Operative fixation of the sternal fractures was first described by Mckim in 1943 (3). He used a Kirschner wire. Several surgical techniques have been described during the past seven decades such as wires, nylon bands, Mersilene tape and locking plates. The most common stabilisation method is to use locking plates. In Ergene et al. studies indications for surgery were severe pain, dislocation with overlapping of sternal edges and thoracic wall instability (1). No major intra- or post-operative complication has been reported in the studies (2). Only a few articles have been published about surgical fixation of the sternum. A minority of sternal fractures require osteosynthesis. LactoSorb is a resorbable poly-L-lactic acid/polyglycolic acid copolymer, which provides desirable strength, comparable to that of titanium plating and it retains approximately 70% of its strength at 8 weeks (2). Kessler et al. used LactoSorb plates for rotator cuff repair in 45 patients with excellent postoperative result. LactoSorb plate maintained its strength during the healing period of the repair (4). Ricalde et al. compared the strength of six different resorbable plating systems using an in vitro model before and after heating them. LactoSorb performed the best with regard to the force required to cause a clinically significant displacement of 1 to 2 mm. He estimated the resorption time to be less than 1 year (5). Suuronen et al. performed mandibular osteotomies in sheep, and fixed them either with bioabsorbable poly-L-lactide or metallic dynamic compression plates. During the follow-up period of about 6 months, radiolographical, histological and microradiographical examinations at 6, 12, 24 weeks were performed. It has been shown that bony union with callus formation was accomplished by 6 weeks without any sign of plate failure. LactoSorb has a predictable resorption within 12-18 months (6), It has a low incidence of inflammatory and allergic reactions. Primarily, LactoSorb has been used in maxillofacial surgery. Our department has used it to fix sternum after osteotomy# (#, a surgical cut in bone to repair a deformity) in more than 150 pectus carinatum repair with excellent result. We experienced no operative or post operative complications. There has been no mortality, intensive admissions, plate failure, infection, pseudoarthroses or chronic pain. The hospital stay was about 2-3 days. Mollaoglu et al. investigated the early tissue response to titanium and LactoSorb screws and found that both materials can be used safely. The biodegradation of LactoSorb screws was not completed by the end of day 60. LactoSorb and titanium miniplates and screws are well tolerated and induced bone formation without causing adverse tissue response (7,8). Transverse metal plating systems may be dangerous when rapid sternal entry is required. By using resorbable plates instead of metallic systems one may reduce operations time, shorten hospital stay, sickness leave, provide better cosmetic results and avoid a second operation for removal of the implanted system, which may cause additional pain, discomfort and further complications.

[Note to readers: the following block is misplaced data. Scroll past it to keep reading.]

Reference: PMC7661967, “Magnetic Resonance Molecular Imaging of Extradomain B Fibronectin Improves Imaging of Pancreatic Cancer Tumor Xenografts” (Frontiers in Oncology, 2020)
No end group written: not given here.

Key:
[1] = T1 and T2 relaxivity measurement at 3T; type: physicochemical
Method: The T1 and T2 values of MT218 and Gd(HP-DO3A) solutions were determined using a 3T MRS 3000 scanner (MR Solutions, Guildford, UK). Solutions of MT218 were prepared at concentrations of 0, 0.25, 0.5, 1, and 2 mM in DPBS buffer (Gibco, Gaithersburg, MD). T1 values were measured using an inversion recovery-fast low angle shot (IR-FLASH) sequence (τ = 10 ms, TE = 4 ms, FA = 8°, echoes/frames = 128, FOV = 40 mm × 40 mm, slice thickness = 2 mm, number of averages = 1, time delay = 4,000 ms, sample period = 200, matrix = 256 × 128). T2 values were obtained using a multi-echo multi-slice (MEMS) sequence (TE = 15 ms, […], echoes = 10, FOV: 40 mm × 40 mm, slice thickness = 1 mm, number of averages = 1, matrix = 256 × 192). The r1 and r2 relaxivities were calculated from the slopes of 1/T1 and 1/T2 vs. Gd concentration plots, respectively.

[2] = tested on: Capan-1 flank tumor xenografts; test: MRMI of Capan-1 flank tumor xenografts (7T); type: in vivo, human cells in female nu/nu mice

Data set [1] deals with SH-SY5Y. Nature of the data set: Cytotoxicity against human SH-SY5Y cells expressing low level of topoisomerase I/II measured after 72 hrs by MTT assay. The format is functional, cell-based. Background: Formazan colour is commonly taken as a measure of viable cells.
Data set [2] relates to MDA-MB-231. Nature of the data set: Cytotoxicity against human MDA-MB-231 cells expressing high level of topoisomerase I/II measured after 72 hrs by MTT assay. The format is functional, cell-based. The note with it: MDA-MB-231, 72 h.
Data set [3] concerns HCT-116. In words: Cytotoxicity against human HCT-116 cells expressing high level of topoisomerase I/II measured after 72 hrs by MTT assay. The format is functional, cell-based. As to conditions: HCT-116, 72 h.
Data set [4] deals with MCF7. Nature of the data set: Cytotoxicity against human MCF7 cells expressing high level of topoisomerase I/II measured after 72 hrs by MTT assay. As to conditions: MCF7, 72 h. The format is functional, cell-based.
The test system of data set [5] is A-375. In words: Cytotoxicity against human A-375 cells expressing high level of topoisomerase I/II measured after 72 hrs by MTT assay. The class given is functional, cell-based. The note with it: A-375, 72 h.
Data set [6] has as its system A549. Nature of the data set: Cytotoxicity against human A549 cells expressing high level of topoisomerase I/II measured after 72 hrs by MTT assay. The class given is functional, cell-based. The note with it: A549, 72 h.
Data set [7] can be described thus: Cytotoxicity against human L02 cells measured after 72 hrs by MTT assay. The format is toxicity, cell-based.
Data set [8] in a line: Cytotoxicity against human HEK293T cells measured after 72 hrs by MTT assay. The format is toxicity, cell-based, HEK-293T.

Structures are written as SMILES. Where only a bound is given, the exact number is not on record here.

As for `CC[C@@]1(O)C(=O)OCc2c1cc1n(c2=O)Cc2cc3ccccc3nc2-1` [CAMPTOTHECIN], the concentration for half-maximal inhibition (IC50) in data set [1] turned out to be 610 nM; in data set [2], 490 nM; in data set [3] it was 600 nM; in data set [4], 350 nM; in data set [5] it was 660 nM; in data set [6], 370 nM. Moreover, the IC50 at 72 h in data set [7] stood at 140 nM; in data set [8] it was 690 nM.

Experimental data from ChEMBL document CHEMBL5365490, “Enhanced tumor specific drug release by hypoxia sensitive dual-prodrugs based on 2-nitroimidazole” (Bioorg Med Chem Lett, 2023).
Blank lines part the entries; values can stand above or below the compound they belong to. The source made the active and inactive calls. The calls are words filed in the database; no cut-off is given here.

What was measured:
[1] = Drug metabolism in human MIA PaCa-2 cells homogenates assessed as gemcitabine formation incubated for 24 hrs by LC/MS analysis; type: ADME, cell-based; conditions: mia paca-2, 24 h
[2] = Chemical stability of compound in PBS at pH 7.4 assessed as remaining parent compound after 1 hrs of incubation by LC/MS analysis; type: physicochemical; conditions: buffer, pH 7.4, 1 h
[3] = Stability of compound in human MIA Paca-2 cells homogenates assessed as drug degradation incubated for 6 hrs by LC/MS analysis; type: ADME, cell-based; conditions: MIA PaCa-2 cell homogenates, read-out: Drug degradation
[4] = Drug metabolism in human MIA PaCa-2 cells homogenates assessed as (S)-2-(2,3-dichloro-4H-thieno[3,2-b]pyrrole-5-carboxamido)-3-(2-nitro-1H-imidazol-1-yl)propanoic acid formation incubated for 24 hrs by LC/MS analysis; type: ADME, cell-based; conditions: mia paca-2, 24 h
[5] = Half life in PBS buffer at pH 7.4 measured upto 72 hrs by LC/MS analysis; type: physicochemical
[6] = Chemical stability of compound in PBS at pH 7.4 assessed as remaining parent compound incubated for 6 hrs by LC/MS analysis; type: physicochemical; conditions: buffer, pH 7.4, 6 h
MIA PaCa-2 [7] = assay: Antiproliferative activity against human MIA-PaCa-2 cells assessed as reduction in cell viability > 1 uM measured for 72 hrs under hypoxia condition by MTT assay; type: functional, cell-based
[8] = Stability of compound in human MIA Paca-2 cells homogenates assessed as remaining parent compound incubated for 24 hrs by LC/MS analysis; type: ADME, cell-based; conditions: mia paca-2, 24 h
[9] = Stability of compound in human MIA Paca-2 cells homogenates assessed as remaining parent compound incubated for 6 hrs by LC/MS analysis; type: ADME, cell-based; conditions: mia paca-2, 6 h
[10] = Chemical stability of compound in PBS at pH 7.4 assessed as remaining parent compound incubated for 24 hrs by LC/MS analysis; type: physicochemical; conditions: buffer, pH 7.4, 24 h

Absorbable plates may be considered in fixation of traumatic sternal fractures as they have low incidence of failure, inflammation, and allergic reactions. They promote osteogenesis, and reduce the operation time. We report surgical fixation of a traumatic transverse sternal fracture using absorbable plate with an uneventful course. Sternal fixation with absorbable plates may require further investigation.
The authors thank professor Vibeke Hjortdal, associate professor Thomas D. Christensen for editorial and advisory assistance and Ninna Madsen for providing 3-D CT scan.
Disclosure: The authors declare no conflict of interest.